And amazingly almost 45 minutes is even taken up just trying to get the new gifts and toys out of the packaging… you'd think Santa would have done that before dropping them off.

275x250.jpgMore of us will this year re-gift unwanted Christmas presents than ever before… and we'll even wrap them in festive paper we tore off our own presents last year.

A study of festive shoppers found that many of us are opting to re-use yuletide paraphernalia from last year in a bid to save money.

73 percent of people will apparently recycle unwanted presents they were disappointed with last year and 52 percent will re-use some old wrapping paper they have stored.

The poll of 1,000 people also found that 24% have given up sending Christmas cards altogether.

However, the re-gifting and re-wrapping does introduce one problem… remembering what someone gave you last year, so you don'e give it back.

275x250.jpgWasteful Brits needlessly spend £1,213-a-year each on unused gym memberships, clothes they don't wear and even food and drink, a study has revealed.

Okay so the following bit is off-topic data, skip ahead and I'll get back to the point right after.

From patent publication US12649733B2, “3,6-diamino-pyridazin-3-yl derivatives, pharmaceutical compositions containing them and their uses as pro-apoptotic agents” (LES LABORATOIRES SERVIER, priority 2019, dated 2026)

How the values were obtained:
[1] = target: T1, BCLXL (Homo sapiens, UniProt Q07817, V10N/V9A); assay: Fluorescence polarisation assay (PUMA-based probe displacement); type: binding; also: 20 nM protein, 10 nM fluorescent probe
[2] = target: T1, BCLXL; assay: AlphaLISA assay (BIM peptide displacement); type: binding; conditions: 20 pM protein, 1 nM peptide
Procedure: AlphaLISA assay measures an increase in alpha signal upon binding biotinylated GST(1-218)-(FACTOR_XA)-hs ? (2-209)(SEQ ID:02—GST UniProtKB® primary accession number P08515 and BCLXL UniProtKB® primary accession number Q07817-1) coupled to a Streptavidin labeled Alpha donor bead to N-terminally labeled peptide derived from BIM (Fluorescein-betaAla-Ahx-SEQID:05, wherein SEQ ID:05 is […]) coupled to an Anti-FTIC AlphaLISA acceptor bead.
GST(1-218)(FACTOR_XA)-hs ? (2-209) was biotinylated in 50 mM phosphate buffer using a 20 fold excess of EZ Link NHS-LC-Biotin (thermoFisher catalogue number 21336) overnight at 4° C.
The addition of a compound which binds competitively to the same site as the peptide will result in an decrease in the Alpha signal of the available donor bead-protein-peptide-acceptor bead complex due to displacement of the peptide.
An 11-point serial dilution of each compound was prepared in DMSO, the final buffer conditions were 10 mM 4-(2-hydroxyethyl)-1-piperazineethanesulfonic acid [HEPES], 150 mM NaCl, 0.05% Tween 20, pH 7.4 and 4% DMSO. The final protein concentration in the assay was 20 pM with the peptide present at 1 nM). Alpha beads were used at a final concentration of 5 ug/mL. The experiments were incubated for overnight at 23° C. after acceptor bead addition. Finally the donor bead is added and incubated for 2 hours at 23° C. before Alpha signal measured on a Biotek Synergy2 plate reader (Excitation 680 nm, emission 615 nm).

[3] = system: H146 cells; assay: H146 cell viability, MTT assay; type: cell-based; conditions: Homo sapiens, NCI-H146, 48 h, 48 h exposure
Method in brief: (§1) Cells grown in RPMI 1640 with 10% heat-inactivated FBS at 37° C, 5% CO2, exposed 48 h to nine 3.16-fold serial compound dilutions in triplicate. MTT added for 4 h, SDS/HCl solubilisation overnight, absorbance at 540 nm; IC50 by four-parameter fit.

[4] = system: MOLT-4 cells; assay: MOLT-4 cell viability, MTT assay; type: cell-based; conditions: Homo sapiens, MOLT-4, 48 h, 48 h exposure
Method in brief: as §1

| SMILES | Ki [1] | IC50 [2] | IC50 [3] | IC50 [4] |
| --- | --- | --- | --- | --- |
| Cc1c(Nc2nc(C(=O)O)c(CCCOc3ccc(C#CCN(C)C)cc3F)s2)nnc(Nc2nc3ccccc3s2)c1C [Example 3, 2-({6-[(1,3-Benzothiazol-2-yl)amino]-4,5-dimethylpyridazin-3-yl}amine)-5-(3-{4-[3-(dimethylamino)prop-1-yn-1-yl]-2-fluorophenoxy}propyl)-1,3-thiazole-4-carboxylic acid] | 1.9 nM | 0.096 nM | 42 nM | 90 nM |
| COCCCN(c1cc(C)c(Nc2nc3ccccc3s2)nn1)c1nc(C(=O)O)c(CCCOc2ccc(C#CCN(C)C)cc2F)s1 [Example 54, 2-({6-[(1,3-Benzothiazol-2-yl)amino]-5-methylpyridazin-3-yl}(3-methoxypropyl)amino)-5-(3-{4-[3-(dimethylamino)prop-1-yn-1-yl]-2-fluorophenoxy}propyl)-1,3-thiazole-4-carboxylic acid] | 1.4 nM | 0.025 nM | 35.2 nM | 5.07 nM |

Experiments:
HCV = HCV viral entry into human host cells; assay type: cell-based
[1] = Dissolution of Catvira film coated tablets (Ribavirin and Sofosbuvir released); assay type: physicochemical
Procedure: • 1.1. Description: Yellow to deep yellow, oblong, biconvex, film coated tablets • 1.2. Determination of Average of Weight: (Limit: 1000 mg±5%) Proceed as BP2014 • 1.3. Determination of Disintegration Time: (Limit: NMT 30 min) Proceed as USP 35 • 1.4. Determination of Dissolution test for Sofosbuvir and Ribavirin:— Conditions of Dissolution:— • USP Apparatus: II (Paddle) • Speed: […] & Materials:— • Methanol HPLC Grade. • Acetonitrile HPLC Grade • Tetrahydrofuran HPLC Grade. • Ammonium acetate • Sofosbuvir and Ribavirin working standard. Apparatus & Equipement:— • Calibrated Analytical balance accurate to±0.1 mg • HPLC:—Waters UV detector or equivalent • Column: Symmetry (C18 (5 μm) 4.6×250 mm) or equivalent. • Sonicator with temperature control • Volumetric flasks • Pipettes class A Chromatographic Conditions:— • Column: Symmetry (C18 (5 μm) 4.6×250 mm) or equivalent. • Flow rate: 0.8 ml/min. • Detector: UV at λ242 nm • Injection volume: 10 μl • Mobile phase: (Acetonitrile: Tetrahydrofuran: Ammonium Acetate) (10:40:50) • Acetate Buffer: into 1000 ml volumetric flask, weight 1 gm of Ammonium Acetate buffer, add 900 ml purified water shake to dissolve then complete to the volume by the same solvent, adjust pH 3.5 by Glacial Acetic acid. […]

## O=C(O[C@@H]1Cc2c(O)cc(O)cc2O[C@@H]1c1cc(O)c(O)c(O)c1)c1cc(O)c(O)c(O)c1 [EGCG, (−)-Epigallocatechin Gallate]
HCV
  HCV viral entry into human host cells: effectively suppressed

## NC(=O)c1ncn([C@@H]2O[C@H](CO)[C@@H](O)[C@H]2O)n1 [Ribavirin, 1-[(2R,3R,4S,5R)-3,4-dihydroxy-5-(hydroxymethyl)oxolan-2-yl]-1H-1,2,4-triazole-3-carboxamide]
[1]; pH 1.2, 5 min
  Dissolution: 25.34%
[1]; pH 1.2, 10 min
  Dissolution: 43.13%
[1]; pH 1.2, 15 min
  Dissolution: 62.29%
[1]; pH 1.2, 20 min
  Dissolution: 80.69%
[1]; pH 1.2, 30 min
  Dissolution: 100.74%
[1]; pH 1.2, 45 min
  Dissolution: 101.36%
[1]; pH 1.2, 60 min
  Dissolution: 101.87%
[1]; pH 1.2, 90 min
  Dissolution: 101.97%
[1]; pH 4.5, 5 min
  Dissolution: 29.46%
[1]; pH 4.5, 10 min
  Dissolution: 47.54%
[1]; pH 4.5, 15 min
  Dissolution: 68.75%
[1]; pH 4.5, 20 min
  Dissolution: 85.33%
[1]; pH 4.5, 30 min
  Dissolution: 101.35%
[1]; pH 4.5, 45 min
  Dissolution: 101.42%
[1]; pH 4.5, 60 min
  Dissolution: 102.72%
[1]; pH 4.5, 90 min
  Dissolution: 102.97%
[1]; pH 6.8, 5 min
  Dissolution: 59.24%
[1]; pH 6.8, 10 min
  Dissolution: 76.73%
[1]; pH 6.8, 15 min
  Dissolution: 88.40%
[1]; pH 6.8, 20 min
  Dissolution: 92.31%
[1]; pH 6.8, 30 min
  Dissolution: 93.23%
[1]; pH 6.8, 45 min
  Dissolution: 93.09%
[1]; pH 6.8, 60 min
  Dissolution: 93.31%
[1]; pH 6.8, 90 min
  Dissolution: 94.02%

Researchers found that subscriptions to unread magazines, gadgets which don't get used and CDs and music downloads which never get played, add to the total.
 
With New Year's resolutions just around the corner, the biggest waste of money was said to be on gym memberships, slimming clubs and exercise classes (£303-a-year).
 
Night classes or courses which see Brits get bored and lose interest account for another £172-a-year, while unused sports clothes and equipment sees £158 thrown down the drain.

Other wastes of money include unwatched and unplayed DVDs or computer games and TV channels that don't get watched… because people are too busy avoiding going to the gym.

LEGO bricks named as the greatest ever toy

275x250.jpgA poll of 3,000 parents has seen LEGO voted as the greatest toy ever made.

The colourful building bricks, invented in 1949 by Danish carpenter Ole Kirk Christiansen, were hailed as versatile and great value for money.